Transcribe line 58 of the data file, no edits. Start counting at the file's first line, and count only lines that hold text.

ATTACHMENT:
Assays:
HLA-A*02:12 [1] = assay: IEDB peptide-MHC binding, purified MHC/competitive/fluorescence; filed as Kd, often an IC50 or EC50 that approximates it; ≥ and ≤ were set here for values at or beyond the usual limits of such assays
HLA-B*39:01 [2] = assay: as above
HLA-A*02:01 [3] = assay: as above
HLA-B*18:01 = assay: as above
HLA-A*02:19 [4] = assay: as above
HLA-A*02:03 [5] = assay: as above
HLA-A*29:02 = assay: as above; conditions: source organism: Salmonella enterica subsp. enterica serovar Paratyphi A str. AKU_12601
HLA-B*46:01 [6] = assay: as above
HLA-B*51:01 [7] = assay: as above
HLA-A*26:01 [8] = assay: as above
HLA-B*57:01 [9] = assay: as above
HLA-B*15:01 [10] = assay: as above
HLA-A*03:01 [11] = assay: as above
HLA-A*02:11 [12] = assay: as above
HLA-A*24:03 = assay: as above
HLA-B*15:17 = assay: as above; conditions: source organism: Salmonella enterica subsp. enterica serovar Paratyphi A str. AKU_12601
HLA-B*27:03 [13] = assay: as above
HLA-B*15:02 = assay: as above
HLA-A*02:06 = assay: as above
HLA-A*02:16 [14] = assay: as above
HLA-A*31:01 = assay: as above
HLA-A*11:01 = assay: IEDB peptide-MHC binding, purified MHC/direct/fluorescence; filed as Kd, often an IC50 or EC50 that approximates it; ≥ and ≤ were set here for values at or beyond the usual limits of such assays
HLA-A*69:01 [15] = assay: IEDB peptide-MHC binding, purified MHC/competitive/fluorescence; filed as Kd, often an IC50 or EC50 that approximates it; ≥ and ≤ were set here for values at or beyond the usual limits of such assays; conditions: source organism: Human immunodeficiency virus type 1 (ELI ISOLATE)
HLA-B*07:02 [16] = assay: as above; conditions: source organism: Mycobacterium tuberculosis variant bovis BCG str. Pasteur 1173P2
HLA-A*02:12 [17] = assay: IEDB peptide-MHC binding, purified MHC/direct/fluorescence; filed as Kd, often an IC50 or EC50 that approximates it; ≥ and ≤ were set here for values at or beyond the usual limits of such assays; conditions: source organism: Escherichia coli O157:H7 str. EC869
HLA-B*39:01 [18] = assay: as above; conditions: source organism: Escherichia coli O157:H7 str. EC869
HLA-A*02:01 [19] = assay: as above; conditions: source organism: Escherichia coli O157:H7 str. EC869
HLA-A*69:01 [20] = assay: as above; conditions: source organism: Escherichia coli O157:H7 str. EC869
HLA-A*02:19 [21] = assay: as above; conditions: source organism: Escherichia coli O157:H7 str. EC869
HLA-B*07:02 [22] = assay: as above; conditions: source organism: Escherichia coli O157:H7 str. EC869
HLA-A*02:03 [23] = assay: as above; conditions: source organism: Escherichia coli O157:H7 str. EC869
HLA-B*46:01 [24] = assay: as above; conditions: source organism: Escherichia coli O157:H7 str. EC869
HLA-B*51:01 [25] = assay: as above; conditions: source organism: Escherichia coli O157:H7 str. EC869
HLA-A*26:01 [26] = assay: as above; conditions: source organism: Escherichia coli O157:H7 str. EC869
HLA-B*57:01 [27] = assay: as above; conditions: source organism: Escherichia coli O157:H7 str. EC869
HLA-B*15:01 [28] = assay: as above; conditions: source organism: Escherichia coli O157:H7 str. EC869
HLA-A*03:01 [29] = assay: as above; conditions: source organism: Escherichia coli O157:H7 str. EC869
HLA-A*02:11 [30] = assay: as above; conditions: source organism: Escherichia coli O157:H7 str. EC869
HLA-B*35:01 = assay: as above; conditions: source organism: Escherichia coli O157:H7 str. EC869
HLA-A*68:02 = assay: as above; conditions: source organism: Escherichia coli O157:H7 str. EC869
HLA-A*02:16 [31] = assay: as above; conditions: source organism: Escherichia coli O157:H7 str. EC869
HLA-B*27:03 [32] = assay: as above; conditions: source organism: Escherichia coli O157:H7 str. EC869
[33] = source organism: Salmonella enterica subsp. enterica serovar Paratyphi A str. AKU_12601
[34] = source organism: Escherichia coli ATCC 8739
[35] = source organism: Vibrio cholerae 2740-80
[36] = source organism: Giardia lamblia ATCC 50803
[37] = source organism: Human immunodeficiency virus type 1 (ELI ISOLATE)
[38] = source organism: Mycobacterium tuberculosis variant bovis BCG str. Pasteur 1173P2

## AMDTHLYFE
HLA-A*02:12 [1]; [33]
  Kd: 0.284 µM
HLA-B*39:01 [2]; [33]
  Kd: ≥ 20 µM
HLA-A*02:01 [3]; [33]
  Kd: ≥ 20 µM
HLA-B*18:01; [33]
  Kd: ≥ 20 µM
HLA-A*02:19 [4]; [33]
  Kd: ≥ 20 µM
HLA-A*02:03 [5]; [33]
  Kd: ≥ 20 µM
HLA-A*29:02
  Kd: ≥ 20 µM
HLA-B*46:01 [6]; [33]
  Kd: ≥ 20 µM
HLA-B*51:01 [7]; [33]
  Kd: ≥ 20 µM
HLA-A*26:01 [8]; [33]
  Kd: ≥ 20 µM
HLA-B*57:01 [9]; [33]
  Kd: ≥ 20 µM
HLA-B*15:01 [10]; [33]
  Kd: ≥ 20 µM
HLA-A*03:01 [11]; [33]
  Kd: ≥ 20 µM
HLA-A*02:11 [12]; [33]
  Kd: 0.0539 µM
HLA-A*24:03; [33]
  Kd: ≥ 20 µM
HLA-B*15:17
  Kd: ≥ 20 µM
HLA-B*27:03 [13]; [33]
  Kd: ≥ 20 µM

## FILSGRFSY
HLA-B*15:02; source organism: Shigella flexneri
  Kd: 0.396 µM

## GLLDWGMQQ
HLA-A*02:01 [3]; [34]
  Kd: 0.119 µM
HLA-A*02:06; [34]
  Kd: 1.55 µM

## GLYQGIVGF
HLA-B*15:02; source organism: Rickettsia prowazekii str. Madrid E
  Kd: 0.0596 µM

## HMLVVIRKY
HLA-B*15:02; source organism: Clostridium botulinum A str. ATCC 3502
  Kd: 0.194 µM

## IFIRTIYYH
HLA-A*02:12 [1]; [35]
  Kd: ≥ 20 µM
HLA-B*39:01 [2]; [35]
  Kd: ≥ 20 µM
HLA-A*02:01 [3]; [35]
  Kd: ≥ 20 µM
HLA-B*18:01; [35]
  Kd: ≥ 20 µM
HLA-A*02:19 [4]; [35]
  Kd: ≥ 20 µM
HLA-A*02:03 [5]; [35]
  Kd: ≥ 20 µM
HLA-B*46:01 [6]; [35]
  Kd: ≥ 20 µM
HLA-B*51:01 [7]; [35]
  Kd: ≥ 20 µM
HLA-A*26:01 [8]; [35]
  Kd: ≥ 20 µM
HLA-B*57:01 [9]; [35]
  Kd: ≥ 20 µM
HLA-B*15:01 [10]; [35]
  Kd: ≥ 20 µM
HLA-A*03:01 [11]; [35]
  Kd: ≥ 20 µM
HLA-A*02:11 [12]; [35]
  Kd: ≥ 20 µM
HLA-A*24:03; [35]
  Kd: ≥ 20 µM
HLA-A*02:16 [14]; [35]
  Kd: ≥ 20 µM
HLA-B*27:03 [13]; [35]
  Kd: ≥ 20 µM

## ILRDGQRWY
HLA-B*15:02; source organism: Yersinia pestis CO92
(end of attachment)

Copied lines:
  Kd: ≥ 20 µM